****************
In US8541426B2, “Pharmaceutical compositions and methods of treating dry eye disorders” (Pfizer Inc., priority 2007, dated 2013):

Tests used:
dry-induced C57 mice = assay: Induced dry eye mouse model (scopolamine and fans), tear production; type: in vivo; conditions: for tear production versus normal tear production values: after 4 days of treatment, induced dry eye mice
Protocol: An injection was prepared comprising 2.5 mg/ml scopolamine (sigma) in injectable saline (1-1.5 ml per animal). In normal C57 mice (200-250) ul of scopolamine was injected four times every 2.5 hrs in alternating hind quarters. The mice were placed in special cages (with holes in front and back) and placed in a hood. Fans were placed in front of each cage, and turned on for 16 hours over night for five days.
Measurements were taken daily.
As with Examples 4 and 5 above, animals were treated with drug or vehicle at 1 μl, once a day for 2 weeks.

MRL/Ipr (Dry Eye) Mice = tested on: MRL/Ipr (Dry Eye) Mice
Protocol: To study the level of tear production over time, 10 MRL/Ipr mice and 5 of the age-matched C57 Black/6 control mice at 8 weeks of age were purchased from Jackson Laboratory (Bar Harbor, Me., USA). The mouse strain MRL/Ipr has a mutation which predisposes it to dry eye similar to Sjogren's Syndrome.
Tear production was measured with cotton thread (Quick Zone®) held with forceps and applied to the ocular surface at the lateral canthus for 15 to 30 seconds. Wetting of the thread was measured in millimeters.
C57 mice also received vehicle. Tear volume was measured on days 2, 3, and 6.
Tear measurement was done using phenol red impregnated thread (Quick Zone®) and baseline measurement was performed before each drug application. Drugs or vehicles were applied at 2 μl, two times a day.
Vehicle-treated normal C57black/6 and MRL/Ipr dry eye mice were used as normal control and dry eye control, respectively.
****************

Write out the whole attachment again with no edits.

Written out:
In US8541426B2, “Pharmaceutical compositions and methods of treating dry eye disorders” (Pfizer Inc., priority 2007, dated 2013):

Tests used:
dry-induced C57 mice = assay: Induced dry eye mouse model (scopolamine and fans), tear production; type: in vivo; conditions: for tear production versus normal tear production values: after 4 days of treatment, induced dry eye mice
Protocol: An injection was prepared comprising 2.5 mg/ml scopolamine (sigma) in injectable saline (1-1.5 ml per animal). In normal C57 mice (200-250) ul of scopolamine was injected four times every 2.5 hrs in alternating hind quarters. The mice were placed in special cages (with holes in front and back) and placed in a hood. Fans were placed in front of each cage, and turned on for 16 hours over night for five days.
Measurements were taken daily.
As with Examples 4 and 5 above, animals were treated with drug or vehicle at 1 μl, once a day for 2 weeks.

MRL/Ipr (Dry Eye) Mice = tested on: MRL/Ipr (Dry Eye) Mice
Protocol: To study the level of tear production over time, 10 MRL/Ipr mice and 5 of the age-matched C57 Black/6 control mice at 8 weeks of age were purchased from Jackson Laboratory (Bar Harbor, Me., USA). The mouse strain MRL/Ipr has a mutation which predisposes it to dry eye similar to Sjogren's Syndrome.
Tear production was measured with cotton thread (Quick Zone®) held with forceps and applied to the ocular surface at the lateral canthus for 15 to 30 seconds. Wetting of the thread was measured in millimeters.
C57 mice also received vehicle. Tear volume was measured on days 2, 3, and 6.
Tear measurement was done using phenol red impregnated thread (Quick Zone®) and baseline measurement was performed before each drug application. Drugs or vehicles were applied at 2 μl, two times a day.
Vehicle-treated normal C57black/6 and MRL/Ipr dry eye mice were used as normal control and dry eye control, respectively.